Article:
Thursday, July 26, 2012

Leadville, Shrine Mtn Pass and Fremont Pass

Even with the 70 miles extra to get into Leadville, we still did it several more times while we were in the area.   Here are a few pictures of the town.
Leadville, as it was in the 1880s, maybe even earlier.  In 1860 gold was discovered in nearby California Gulch, but it was soon exhausted.  In 1877 silver was discovered and by 1890 over 30,000 fortune hunters made this the 2nd largest town in Colorado.  Several fortunes were made during this time, but by the late 1890s, the silver bust was over.  H.A.W Tabor and the Baby Doe Mine, as well as the Little Johnny Mine, owned by Johnny and Molly (Unsinkable) Brown were just a few who made their fortunes in silver.  But some lost it as easy as they found it.  The wife of H.A.W. Tabor was found dead in the Baby Doe Mine after they lost everything.
One of the interesting stories I read was about the May Store.  David May opened a general merchandise store to supply all the minors and thousands of people who arrived in Leadville.  The May Store eventually became May D & F, one of the largest chain store at one time in the midwest.

There was no cell phone service at the campground, so on the first morning in town everyone was catching up on email, text messages and phone calls.

Opened in 1879, it served the minors and homesteaders back then, and it is still serving the tourists today.

Although the elegance is old and not what it used to be, you know this was once a really elegant saloon.  There was a picture on the wall of H.A.W. Tabor's daughter, Lillie, at her christening.  Her christening dress cost $15,000 back in the 1880s.  During the first 15 or so years, there was more than $4,000,000 in silver removed.   That was in 1800 dollars, I can't even begin to imagine what that would be in todays dollars.

With all the money flowing in town, there was the attempt to bring high society to Leadville.  The Tabor Opera House was opened in 1879.

The Delaware Hotel was another example of the elegance that money brought to this mining town.   It opened in 1886 and still operates as a hotel today.

The inside has many of the furniture from the 1880s.  It also has a nice collection of dishes,  jewelry and other items from the 1800s as well.  Walking through the Delaware Hotel was as good as visiting many museums in my opinion.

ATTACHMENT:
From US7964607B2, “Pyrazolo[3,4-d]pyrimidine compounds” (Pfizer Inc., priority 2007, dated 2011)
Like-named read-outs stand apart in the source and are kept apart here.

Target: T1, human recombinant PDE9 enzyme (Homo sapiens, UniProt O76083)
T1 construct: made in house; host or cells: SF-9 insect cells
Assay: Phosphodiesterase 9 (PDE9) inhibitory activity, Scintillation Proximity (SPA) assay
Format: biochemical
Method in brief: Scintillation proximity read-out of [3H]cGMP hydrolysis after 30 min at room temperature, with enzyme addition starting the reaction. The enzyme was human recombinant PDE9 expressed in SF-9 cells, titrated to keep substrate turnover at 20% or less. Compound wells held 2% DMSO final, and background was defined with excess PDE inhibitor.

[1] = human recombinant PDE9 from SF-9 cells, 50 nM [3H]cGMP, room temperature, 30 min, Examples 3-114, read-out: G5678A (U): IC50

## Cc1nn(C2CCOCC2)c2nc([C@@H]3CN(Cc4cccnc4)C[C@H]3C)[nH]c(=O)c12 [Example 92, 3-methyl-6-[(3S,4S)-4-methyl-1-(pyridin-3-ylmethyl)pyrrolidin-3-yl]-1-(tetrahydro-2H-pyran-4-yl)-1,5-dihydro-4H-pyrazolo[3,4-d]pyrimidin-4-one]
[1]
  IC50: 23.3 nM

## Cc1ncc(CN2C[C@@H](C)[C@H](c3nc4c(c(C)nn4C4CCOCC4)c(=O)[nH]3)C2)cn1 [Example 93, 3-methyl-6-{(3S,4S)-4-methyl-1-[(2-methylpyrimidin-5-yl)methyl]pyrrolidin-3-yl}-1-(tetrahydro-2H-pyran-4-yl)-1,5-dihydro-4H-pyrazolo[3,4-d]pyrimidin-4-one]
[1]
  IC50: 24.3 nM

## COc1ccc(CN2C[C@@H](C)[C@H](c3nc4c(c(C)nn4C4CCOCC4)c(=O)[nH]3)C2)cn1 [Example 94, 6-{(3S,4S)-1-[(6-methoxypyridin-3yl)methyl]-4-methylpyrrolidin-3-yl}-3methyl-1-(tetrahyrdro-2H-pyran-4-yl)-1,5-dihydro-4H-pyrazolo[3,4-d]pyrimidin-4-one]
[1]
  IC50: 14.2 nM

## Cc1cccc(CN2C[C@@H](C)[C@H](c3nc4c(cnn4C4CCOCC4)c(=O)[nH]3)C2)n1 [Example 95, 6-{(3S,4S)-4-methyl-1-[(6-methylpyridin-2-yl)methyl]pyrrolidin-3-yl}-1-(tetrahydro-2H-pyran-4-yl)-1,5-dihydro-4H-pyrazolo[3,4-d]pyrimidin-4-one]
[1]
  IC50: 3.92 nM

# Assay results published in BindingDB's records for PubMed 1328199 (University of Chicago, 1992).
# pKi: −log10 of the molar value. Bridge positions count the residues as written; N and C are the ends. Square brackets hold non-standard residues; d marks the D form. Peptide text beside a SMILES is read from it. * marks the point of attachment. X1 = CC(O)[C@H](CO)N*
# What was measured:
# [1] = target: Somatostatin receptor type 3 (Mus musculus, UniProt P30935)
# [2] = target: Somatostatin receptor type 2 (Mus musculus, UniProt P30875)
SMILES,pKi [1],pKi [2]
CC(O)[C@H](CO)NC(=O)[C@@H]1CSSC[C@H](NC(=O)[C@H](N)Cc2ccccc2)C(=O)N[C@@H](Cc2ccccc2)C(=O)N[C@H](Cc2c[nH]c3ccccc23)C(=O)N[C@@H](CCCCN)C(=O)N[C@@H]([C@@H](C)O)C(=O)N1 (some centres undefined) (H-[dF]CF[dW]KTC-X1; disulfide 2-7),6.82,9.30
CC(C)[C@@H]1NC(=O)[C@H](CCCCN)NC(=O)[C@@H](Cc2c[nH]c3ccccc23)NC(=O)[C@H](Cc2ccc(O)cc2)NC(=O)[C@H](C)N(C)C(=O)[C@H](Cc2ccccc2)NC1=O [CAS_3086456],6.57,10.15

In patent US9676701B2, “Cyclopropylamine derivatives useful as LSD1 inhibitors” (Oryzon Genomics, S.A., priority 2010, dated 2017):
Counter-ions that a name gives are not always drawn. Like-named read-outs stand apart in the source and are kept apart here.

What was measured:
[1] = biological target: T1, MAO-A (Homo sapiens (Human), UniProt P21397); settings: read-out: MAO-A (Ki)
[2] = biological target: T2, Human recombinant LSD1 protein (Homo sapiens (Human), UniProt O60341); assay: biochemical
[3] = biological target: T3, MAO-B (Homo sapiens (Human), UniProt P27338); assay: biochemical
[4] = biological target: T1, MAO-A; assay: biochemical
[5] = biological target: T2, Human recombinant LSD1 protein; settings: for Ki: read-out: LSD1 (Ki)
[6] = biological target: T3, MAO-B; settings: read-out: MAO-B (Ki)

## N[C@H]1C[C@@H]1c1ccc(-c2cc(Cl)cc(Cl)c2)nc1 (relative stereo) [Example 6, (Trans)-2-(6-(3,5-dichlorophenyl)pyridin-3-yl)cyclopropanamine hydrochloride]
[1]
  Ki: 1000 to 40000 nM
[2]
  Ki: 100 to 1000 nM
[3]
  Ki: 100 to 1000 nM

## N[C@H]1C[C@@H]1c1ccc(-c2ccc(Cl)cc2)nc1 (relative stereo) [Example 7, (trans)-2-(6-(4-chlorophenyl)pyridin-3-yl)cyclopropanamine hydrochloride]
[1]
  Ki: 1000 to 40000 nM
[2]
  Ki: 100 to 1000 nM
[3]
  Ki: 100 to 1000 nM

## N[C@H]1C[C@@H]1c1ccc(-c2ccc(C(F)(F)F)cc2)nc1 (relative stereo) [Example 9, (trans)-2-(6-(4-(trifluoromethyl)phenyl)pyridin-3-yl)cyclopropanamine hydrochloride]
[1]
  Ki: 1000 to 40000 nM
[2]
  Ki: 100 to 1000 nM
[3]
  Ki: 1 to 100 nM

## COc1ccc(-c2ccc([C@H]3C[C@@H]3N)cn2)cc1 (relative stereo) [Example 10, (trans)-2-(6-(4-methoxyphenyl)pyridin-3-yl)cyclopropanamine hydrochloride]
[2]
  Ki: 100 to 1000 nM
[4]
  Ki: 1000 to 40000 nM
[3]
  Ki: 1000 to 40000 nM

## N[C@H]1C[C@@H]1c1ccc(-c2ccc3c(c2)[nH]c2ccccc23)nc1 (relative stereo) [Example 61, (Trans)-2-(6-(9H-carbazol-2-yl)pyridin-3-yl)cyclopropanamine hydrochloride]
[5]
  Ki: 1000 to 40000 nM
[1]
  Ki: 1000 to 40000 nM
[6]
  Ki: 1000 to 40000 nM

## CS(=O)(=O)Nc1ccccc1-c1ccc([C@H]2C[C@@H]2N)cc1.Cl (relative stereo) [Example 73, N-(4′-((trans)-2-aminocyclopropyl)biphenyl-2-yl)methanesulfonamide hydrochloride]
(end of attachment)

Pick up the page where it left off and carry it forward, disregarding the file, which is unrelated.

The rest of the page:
After the road cave in outside of Leadville, we had to take the long way around.  One way to shortcut that distance was taking Shrine Mtn Pass.  From Highway 24 you turn off on the road to Red Cliff.

Going underneath the Hwy 24 bridge into Red Cliff.

When we saw this home, we thought maybe we had somehow been transported to Switzerland.   It just doesn't look like your typical Colorado mountain home.

Red Cliff is a small town of about 300 people.  The building on the left is Mangos Bar and Grill.  It has three floors, with the top deck being open.  When we stopped by the 2nd floor was closed unless you wanted to shoot pool and the top deck was closed.  The Red Cliff Lodge is next door and provides condos for those who want to ski the backside of Vail Mountain. 

Continuing on down the road, it was 11 miles over to I-70, just outside of Vail Pass.  Not a 4-wheel drive, it was dirt and gravel the entire way.

Leftovers from some old homesteaders.

Near the top of Shrine Pass there is a pullout and after a short 1/4 mile walk to the lookout, you see Holy Cross Mountain.  With the higher temperatures the last few years, much of the snow and ice has melted, so the only part of the cross left is the vertical line.  The horizontal line which finished the cross has melted, but the deep crevices on the top of this mountain usually formed a cross, which became famous, and the mountain was even named after this phenomenon.

At the top of the lookout was a large sign with a story.  This is PAWs, a mountain lion who hurt his foot.  His friends in the woods, racoon, rabbit, squirrel, deer and eagle went to get help from the two legged animal, man.  Man healed mountain lion, but he was crippled and couldn't be returned to the wild, yet man knew mountain lion missed the forest.  So man provided a way for mountain lion to return to his forest and visit.  This is the story of the organization PAWs, who provide handicap accessible paths to the woods.

Fremont Pass is on Hwy 91, between  Copper Mountain and Leadville.  At the top is Climax, Colorado, home today of the Climax Molybdenum Mine.

At one time the Climax Mine supplied three-fourths of the worlds molybdenum.  It was closed in 1982, but was reopened in 2012.  Molybdenum is used by steelmakers as an alloy for hardening steel.  Although it has many uses, one use is in the making of jet engines.
I still have more to blog about Leadville, but it will have to wait till later.  I know I haven't blogged much lately, but I've had phone problems and I use my phone as access to the internet.  And besides that, I've been in places where ATT service has been non-existent.  But I promise I will get caught up.

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